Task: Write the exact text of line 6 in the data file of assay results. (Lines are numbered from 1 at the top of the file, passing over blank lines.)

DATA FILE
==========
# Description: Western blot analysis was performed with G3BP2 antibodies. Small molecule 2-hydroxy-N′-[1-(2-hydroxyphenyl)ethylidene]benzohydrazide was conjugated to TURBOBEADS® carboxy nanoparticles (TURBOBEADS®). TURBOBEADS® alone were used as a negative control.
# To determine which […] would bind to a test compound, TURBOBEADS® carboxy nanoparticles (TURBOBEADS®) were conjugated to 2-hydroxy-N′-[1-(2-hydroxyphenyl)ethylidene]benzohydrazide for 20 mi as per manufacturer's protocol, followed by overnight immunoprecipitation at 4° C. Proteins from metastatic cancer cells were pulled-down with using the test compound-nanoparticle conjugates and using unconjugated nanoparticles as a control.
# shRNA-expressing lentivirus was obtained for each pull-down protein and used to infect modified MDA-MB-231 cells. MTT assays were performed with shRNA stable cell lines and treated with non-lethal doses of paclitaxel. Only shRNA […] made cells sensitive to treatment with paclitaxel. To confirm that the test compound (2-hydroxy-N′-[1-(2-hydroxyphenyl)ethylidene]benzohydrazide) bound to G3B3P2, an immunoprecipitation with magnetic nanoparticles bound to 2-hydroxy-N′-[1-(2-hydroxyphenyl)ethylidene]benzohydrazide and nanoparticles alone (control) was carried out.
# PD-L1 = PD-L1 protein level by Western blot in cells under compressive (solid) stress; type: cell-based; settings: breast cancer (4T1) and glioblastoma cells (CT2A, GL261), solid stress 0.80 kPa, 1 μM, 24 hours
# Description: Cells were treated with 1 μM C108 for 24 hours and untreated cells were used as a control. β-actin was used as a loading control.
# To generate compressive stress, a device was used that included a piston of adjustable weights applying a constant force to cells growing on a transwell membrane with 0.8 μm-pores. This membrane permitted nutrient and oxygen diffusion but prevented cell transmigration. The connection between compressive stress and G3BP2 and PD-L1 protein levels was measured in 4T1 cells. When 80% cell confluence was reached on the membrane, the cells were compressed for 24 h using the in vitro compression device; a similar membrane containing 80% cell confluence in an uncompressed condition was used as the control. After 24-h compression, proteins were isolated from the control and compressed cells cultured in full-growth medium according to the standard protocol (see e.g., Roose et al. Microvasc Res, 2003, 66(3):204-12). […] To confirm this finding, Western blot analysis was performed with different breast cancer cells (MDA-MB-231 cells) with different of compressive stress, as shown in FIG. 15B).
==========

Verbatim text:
# To generate compressive stress, a device was used that included a piston of adjustable weights applying a constant force to cells growing on a transwell membrane with 0.8 μm-pores. This membrane permitted nutrient and oxygen diffusion but prevented cell transmigration. The connection between compressive stress and G3BP2 and PD-L1 protein levels was measured in 4T1 cells. When 80% cell confluence was reached on the membrane, the cells were compressed for 24 h using the in vitro compression device; a similar membrane containing 80% cell confluence in an uncompressed condition was used as the control. After 24-h compression, proteins were isolated from the control and compressed cells cultured in full-growth medium according to the standard protocol (see e.g., Roose et al. Microvasc Res, 2003, 66(3):204-12). […] To confirm this finding, Western blot analysis was performed with different breast cancer cells (MDA-MB-231 cells) with different of compressive stress, as shown in FIG. 15B).